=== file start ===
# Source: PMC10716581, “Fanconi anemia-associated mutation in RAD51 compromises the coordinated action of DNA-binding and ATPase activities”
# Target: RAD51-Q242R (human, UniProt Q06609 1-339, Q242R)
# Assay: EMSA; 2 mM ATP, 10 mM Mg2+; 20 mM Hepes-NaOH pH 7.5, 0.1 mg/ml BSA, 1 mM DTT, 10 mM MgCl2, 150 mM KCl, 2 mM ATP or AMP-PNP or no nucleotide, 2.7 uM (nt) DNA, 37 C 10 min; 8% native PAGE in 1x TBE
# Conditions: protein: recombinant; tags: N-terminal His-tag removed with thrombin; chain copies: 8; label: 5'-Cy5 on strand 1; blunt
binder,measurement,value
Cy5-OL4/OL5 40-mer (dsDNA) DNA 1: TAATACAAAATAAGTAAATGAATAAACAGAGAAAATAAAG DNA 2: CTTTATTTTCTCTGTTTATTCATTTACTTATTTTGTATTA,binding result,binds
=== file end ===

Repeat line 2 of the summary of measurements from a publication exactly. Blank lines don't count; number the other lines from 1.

# Target: RAD51-Q242R (human, UniProt Q06609 1-339, Q242R)